Let us now break down what Pope perceived as common factors in relation to these reports:
"Timings around 0110 to 0120"
It is clear that from the information available to Pope at the time, there is indeed a correlation in terms of time, with a few exceptions:
"Two bright white lights"
Again, Pope is correct that there is a correlation in terms of the descriptions:
"In a set formation from each other"
Although the number of reports explicitly or implicitly suggesting a formation of some kind outnumber those which make no such suggestion, there is little correlation between the suggested formations. Only 4 of the 13 reports explicity mention a formation.
This applies to all of the sighting reports except report 10 and is obviously correct.
"Altitudes estimated around 1000 ft."
Only 2 of the reports offer up an explicit height estimate of 1,000 feet, though 8 of the 13 reports suggest that the object was "low", either implicitly or explicitly. However, what one person regards as "low" might be "high" in the opinion of another person - if someone kicks a ball 20 feet into the air, is that low or high? What about 10 feet or 30 feet? To attribute a height of 1,000 feet based on these descriptions seems premature to say the least. This is even more curious in relation to later remarks in the same document.
Pope then goes on to write "The observers were mostly RAF/civil police or personnel involved in aviation, making them reliable witnesses." I would not dispute that Police officers are adept atrecording details such as the time accurately, and their knowledge of the local geography may improve their estimation of direction (although as we have seen there is some confusion in report 22, with one description indicating a direction of travel to the NNE and another to the SE). I would also concede that they are less prone to embellishing the details of a report. However, when it comes to estimating the height, speed, and size of an unknown object in the night sky, I would not regard them as any more or less reliable than anyone else. Incongruously, Pope also conceded (in the same document) that their estimates of height etc might be in doubt, writing:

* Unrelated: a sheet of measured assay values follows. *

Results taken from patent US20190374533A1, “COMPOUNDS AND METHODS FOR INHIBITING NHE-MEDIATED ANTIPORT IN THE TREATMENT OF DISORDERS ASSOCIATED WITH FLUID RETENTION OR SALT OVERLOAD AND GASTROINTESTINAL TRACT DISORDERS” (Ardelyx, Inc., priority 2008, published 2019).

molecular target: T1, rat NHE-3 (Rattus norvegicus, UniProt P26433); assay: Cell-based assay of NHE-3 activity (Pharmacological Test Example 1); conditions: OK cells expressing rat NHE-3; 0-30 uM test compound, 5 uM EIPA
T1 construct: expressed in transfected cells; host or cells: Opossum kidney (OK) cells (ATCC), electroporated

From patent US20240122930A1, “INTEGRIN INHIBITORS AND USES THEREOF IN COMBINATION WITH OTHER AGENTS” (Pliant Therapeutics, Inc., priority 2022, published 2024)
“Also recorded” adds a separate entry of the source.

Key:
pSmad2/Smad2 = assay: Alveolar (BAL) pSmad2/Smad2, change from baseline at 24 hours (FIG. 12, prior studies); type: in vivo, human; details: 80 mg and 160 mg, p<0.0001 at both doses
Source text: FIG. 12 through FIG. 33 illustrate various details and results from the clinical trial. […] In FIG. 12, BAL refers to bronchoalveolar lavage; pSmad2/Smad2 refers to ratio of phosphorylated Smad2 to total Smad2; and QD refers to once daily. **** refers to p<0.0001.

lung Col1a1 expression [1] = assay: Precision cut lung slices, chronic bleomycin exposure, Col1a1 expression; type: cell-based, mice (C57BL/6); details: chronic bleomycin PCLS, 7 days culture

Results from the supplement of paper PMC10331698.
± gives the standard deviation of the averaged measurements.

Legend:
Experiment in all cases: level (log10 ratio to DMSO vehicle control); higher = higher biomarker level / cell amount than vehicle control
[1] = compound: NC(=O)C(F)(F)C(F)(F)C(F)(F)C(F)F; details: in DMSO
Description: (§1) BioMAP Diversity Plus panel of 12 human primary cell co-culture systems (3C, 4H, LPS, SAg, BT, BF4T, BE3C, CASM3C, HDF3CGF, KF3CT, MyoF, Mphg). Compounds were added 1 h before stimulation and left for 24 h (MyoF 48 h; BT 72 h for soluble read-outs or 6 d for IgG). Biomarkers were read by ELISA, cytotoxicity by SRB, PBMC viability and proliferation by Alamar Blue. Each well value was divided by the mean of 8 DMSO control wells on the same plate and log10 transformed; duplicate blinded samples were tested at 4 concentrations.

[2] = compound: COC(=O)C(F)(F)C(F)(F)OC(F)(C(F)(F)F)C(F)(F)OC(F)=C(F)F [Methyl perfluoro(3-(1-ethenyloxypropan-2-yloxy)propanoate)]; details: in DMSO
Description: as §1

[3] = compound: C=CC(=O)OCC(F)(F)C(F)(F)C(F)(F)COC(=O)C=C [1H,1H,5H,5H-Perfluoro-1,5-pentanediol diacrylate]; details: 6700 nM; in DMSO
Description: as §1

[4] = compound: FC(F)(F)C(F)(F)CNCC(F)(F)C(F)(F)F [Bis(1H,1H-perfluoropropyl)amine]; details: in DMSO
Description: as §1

Some of the witnesses quoted dimensions and altitudes. How do you estimate the height of a light of unknown size at night, with nothing with which to compare it? Also, the estimates are not necessarily independent. For example, Sgt.[obliterated] estimated an altitude of 1,000 feet. However, he filled in his report after interviewing another witness who also gave that figure.
It would appear that even at this stage, Pope is attributing characteristics to the event which are based more on his impression than what was actually witnessed.
There is a third word-processed document which appears to be related to these. This seems to suggest that Pope had not ruled out the possibility that the main body of sightings may have been caused by a satellite re-entry.
All of the documents above (with the exception of the actual sighting reports) were undated, and probably not circulated. We now move on to the dated and circulated correspondence.
The earliest document with an unambiguous date aside from the sighting reports themselves, is a little odd. There is no indication as to who wrote it, or who it was addressed to. It is however significant, because it offers a possible explanation to some of the reports before midnight on 30th March. The memo states:
All they [MATO] could suggest was a pair of Sea Kings from RNAS Yeovilton who were operating in LFA2 up to 2400 local on 30 March.
LFA2 is a low-flying area, covering a large area of the South-West of England. The Sea King helicopters could possibly explain sightings 1-4, but there is no indication within the file that this potential explanation was followed up in any way.
One final peculiarity of this memo which I find strange is the use of "2400" to define midnight. It is normal military practice to avoid using 00:00 or 24:00 as time indicators, due to potential confusion as to which day it applies to, and 23:59 or 00:01 would normally be used. This may suggest that the author was a civilian, unfamiliar with the military protocol.
The next document under this category is from Sec(AS)2a to LATCC(Mil) (London Air Traffic Control Centre (Military)) dated 6th April 1993. It is a written follow-up to a telephone conversation between them, requesting the transfer of the radar data on to video tape and it's examination. Further discussion of this document would be superfluous, although this is the start of far more significant correspondence.
The next item [Page 1] [Page2] is a response sent on 14th April 1993 to the witness involved in sighting 6. It is remarkable for two reasons; it is one of the most explicit responses that I have come across from the MoD to a civilian witness, and because it includes the contact details for UFO groups which the witness might wish to contact. It suggests that Pope was significantly more sympathetic to witnesses and UFO groups than most other incumbents on the UFO desk prior to his appointment.
On 16th April 1993 (more than two weeks after the events), Pope wrote to the head of his department (via his line manager): [Page 1] [Page2]